“We grow and protect our clients’ wealth by tailoring our products to ensure they are competitive, aligned to the needs of clients and delivered efficiently,” says Mr Mazahreh. 

“To achieve our goals, we are in the throes of investing in wealth management IT solutions and technology across our global network, to ensure seamless integration between front-, middle- and back-office activities while regularly monitoring turnaround times and service standards.

  • Best Private Bank in Bahrain
  • Best Private Bank in Oman
  • Winner: Ahli United Bank

The Gulf Co-operation Council (GCC)  region is strategically well placed to grow in the coming years as a formal trade and tourism hub, as it prepares to host the World Expo in 2020 in Dubai and the 2022 World Cup in Qatar. The boom in GCC has shielded the economy from volatility in an otherwise challenging post-2008 world.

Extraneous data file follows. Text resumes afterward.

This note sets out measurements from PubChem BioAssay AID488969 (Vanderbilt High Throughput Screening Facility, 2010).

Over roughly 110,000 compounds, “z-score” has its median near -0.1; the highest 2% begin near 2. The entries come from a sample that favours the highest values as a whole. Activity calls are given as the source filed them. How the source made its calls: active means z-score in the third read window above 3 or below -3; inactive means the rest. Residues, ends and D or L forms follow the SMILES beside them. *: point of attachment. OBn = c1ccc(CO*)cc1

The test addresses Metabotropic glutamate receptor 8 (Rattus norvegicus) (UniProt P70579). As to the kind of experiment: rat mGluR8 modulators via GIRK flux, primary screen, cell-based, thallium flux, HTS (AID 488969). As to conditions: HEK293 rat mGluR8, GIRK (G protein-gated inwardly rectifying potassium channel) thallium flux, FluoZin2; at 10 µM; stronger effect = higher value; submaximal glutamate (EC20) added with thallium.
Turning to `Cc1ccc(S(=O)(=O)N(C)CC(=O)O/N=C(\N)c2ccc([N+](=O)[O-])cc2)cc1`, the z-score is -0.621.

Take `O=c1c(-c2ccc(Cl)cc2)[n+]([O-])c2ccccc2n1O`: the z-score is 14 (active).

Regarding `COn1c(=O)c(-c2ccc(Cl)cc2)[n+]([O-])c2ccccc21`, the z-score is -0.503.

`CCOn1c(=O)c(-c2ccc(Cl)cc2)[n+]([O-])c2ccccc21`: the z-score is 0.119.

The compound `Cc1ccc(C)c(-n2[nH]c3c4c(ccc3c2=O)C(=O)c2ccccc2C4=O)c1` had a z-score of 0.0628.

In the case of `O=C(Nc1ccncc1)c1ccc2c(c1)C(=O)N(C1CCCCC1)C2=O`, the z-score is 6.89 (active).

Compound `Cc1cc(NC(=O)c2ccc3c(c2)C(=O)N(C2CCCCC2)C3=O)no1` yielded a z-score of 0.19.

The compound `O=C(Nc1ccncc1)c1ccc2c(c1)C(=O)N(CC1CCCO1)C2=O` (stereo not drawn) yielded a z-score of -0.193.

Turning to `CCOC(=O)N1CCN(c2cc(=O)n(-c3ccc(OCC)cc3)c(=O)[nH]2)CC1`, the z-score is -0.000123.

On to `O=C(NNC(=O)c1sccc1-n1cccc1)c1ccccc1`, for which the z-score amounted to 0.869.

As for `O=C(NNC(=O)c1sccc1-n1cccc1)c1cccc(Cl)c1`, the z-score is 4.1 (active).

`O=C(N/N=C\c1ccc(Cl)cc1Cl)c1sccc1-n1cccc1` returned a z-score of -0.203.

Economic growth and the adoption of global compliance standards in family-run businesses has led to increased demand for wealth management capabilities by second-generation entrepreneurs. Ahli United Bank (AUB) has been growing its presence in Bahrain, the UK, Kuwait, Egypt, Oman, Iraq, Libya, Kuwait and Saudi Arabia. It also has a 50:50 partnership in L&G Gulf and plans to launch a United Arab Emirates franchise out of Dubai International Financial Centre with a target to establish fully fledged banking businesses in Saudi Arabia, Turkey and Switzerland.

AUB firmly believes asset management services with a proven track record are a key component of success and introduced open architecture via Allfunds Bank in 2010, working towards ‘best in class’ advisory services by tying up with globally recognised external advisors, such as  Mercer and Morningstar.

Many of the bank’s product launches are a result of client requirement discussions conducted by relationship and product development teams. 

In Oman, the bank seeded its flagship, Al Hilal Mena Fund, in July 2013 to present multi-asset investment advisory services. The fund’s performance has delivered ‘superior returns’ to clients in the region. AUB UK has set up real estate fund management services for its regional client base.